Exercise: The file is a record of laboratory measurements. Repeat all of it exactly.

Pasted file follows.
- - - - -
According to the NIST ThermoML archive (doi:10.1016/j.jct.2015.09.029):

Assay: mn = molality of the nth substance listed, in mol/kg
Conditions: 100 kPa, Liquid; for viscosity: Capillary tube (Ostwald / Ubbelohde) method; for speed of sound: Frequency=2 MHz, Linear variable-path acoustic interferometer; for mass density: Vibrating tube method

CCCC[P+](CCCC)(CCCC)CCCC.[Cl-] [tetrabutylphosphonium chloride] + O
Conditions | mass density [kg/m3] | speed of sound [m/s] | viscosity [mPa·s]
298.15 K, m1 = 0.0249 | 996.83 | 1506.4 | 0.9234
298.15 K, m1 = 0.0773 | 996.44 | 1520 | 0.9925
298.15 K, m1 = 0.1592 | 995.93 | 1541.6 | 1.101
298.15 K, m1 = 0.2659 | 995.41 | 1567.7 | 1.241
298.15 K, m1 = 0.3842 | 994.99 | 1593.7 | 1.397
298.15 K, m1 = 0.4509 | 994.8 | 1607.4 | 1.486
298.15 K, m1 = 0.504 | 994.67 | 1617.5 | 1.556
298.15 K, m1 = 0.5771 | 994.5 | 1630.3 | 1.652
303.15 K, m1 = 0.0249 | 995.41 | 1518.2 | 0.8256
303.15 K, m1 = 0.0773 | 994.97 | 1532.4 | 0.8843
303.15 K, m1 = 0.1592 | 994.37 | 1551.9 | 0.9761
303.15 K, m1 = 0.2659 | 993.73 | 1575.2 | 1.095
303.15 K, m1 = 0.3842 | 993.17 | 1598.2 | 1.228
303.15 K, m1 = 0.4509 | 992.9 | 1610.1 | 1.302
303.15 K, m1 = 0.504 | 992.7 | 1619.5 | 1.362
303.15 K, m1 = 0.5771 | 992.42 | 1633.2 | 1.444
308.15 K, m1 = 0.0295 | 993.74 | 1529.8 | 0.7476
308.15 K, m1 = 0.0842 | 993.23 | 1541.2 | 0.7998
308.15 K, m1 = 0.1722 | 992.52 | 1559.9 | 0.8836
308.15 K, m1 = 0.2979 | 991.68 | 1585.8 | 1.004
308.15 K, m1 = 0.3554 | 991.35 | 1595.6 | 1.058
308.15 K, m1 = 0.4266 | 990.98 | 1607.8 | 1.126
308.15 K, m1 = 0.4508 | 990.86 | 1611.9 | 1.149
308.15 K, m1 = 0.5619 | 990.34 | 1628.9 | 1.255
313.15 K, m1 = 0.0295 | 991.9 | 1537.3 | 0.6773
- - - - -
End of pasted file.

According to the NIST ThermoML archive (doi:10.1016/j.jct.2015.09.029):

Assay: mn = molality of the nth substance listed, in mol/kg
Conditions: 100 kPa, Liquid; for viscosity: Capillary tube (Ostwald / Ubbelohde) method; for speed of sound: Frequency=2 MHz, Linear variable-path acoustic interferometer; for mass density: Vibrating tube method

CCCC[P+](CCCC)(CCCC)CCCC.[Cl-] [tetrabutylphosphonium chloride] + O
Conditions | mass density [kg/m3] | speed of sound [m/s] | viscosity [mPa·s]
298.15 K, m1 = 0.0249 | 996.83 | 1506.4 | 0.9234
298.15 K, m1 = 0.0773 | 996.44 | 1520 | 0.9925
298.15 K, m1 = 0.1592 | 995.93 | 1541.6 | 1.101
298.15 K, m1 = 0.2659 | 995.41 | 1567.7 | 1.241
298.15 K, m1 = 0.3842 | 994.99 | 1593.7 | 1.397
298.15 K, m1 = 0.4509 | 994.8 | 1607.4 | 1.486
298.15 K, m1 = 0.504 | 994.67 | 1617.5 | 1.556
298.15 K, m1 = 0.5771 | 994.5 | 1630.3 | 1.652
303.15 K, m1 = 0.0249 | 995.41 | 1518.2 | 0.8256
303.15 K, m1 = 0.0773 | 994.97 | 1532.4 | 0.8843
303.15 K, m1 = 0.1592 | 994.37 | 1551.9 | 0.9761
303.15 K, m1 = 0.2659 | 993.73 | 1575.2 | 1.095
303.15 K, m1 = 0.3842 | 993.17 | 1598.2 | 1.228
303.15 K, m1 = 0.4509 | 992.9 | 1610.1 | 1.302
303.15 K, m1 = 0.504 | 992.7 | 1619.5 | 1.362
303.15 K, m1 = 0.5771 | 992.42 | 1633.2 | 1.444
308.15 K, m1 = 0.0295 | 993.74 | 1529.8 | 0.7476
308.15 K, m1 = 0.0842 | 993.23 | 1541.2 | 0.7998
308.15 K, m1 = 0.1722 | 992.52 | 1559.9 | 0.8836
308.15 K, m1 = 0.2979 | 991.68 | 1585.8 | 1.004
308.15 K, m1 = 0.3554 | 991.35 | 1595.6 | 1.058
308.15 K, m1 = 0.4266 | 990.98 | 1607.8 | 1.126
308.15 K, m1 = 0.4508 | 990.86 | 1611.9 | 1.149
308.15 K, m1 = 0.5619 | 990.34 | 1628.9 | 1.255
313.15 K, m1 = 0.0295 | 991.9 | 1537.3 | 0.6773